The album as a whole has an 80s influence running through it and it’s anchored by two ballads. Tell me about your approach to making this record…

With this one, it was written over the space of quite a few years. It’s been 11 years since I’ve released new material and during that time I was writing quite a bit but it was for other projects. While I was doing that, every so often I stumbled across a song where I thought, ‘do you know what? This is definitely mine’ but I wasn’t necessarily ready to put out an album so I just put it to one side and carried on. After quite a few years of that, I had five or six songs – a few of those ballads that you mentioned – sitting there, and I thought ‘I’d really like to get these out to the people’. Last year, I decided to really knuckle down and try and finish off the rest of the album, and get some songs that I thought would make it a well rounded piece.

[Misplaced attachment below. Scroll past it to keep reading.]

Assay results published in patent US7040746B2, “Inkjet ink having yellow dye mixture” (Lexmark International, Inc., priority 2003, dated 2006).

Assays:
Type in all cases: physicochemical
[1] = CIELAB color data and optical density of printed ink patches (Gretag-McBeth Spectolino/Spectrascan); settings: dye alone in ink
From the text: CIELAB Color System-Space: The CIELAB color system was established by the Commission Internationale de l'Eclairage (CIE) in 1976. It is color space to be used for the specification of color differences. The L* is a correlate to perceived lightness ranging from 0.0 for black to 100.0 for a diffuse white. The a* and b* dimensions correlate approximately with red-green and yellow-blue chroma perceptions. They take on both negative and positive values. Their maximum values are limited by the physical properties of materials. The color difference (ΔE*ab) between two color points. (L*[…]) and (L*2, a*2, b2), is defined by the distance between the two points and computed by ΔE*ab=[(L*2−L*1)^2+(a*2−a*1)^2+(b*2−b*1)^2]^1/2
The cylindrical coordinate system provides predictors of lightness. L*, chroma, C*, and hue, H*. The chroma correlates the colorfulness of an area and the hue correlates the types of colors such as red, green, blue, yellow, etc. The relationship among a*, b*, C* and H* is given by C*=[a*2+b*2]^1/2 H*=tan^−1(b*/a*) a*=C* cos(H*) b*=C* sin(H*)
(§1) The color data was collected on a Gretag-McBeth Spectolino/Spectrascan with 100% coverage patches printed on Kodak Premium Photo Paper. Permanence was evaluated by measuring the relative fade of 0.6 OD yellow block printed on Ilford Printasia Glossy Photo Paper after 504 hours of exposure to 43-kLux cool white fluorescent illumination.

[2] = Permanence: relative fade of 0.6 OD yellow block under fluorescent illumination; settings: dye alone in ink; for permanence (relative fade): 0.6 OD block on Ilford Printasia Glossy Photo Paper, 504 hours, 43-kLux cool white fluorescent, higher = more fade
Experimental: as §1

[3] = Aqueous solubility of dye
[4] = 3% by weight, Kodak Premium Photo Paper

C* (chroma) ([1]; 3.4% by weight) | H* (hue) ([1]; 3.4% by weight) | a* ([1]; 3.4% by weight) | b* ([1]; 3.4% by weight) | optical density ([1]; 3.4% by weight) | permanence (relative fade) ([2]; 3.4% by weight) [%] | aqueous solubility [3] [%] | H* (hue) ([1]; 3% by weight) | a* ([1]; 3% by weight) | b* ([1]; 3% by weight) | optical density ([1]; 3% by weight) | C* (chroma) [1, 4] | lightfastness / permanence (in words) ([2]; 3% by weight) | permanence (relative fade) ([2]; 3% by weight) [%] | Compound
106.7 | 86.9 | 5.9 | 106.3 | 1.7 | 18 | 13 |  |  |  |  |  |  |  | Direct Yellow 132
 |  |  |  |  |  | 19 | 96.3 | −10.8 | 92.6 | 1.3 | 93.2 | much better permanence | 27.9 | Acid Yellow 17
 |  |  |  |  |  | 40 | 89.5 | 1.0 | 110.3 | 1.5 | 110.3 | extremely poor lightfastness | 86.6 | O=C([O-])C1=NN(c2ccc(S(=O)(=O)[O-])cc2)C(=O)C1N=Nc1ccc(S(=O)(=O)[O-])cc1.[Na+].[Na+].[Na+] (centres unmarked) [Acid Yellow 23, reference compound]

Lemar - Page in My Heart
Credit: AMP

It’s interesting that you wrote it over several years because the album is so cohesive and the sequencing feels very intentional. The songs flow so well into one another and then every so often the record takes you in a different direction with a ballad like ‘Take Care’. I feel that song is a real focal point on the record. Tell me a little bit about that one…

Thank you very much. For me, it’s the same. I had that song, for probably three to four years. It’s quite a personal song but when I recorded it I thought it was definitely a keeper. I tried to change it into different formats. I tried different producers on it but the demo basically won out in the end so what’s on the record is the demo that I recorded with Nick Tsang who wrote the song with me. It’s just a very honest song and I think a song that anyone who’s been in any type of longtime relationship will definitely be able to relate to.